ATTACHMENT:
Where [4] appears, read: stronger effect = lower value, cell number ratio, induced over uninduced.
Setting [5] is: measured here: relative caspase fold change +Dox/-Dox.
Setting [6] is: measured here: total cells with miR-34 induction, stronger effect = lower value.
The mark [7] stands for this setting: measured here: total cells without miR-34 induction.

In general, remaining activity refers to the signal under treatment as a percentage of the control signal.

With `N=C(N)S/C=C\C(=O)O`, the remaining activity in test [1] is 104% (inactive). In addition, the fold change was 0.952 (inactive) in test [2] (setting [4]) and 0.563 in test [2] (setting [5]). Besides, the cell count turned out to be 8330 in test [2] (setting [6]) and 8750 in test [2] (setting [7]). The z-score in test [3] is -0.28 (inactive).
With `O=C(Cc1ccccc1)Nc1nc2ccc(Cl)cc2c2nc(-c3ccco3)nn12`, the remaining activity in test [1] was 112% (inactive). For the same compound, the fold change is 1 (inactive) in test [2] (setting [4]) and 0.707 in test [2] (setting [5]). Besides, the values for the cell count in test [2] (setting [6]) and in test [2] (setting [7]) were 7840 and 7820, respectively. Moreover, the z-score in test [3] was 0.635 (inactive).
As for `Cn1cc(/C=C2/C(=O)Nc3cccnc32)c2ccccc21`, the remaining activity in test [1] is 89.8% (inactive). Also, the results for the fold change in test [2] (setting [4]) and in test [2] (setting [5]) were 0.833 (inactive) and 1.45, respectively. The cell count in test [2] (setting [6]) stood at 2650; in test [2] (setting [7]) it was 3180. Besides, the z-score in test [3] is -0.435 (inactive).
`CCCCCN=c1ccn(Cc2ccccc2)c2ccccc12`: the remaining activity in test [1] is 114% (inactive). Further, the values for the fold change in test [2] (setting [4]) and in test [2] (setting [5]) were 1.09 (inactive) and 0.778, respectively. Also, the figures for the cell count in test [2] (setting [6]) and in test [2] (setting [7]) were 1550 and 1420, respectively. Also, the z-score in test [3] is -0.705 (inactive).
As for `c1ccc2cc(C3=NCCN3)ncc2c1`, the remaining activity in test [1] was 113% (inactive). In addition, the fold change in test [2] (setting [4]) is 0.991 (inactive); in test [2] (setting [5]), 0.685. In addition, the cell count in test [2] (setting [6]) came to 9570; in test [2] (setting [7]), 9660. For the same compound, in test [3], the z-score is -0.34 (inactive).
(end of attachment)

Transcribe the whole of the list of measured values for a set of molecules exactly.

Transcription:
Where [4] appears, read: stronger effect = lower value, cell number ratio, induced over uninduced.
Setting [5] is: measured here: relative caspase fold change +Dox/-Dox.
Setting [6] is: measured here: total cells with miR-34 induction, stronger effect = lower value.
The mark [7] stands for this setting: measured here: total cells without miR-34 induction.

In general, remaining activity refers to the signal under treatment as a percentage of the control signal.

With `N=C(N)S/C=C\C(=O)O`, the remaining activity in test [1] is 104% (inactive). In addition, the fold change was 0.952 (inactive) in test [2] (setting [4]) and 0.563 in test [2] (setting [5]). Besides, the cell count turned out to be 8330 in test [2] (setting [6]) and 8750 in test [2] (setting [7]). The z-score in test [3] is -0.28 (inactive).
With `O=C(Cc1ccccc1)Nc1nc2ccc(Cl)cc2c2nc(-c3ccco3)nn12`, the remaining activity in test [1] was 112% (inactive). For the same compound, the fold change is 1 (inactive) in test [2] (setting [4]) and 0.707 in test [2] (setting [5]). Besides, the values for the cell count in test [2] (setting [6]) and in test [2] (setting [7]) were 7840 and 7820, respectively. Moreover, the z-score in test [3] was 0.635 (inactive).
As for `Cn1cc(/C=C2/C(=O)Nc3cccnc32)c2ccccc21`, the remaining activity in test [1] is 89.8% (inactive). Also, the results for the fold change in test [2] (setting [4]) and in test [2] (setting [5]) were 0.833 (inactive) and 1.45, respectively. The cell count in test [2] (setting [6]) stood at 2650; in test [2] (setting [7]) it was 3180. Besides, the z-score in test [3] is -0.435 (inactive).
`CCCCCN=c1ccn(Cc2ccccc2)c2ccccc12`: the remaining activity in test [1] is 114% (inactive). Further, the values for the fold change in test [2] (setting [4]) and in test [2] (setting [5]) were 1.09 (inactive) and 0.778, respectively. Also, the figures for the cell count in test [2] (setting [6]) and in test [2] (setting [7]) were 1550 and 1420, respectively. Also, the z-score in test [3] is -0.705 (inactive).
As for `c1ccc2cc(C3=NCCN3)ncc2c1`, the remaining activity in test [1] was 113% (inactive). In addition, the fold change in test [2] (setting [4]) is 0.991 (inactive); in test [2] (setting [5]), 0.685. In addition, the cell count in test [2] (setting [6]) came to 9570; in test [2] (setting [7]), 9660. For the same compound, in test [3], the z-score is -0.34 (inactive).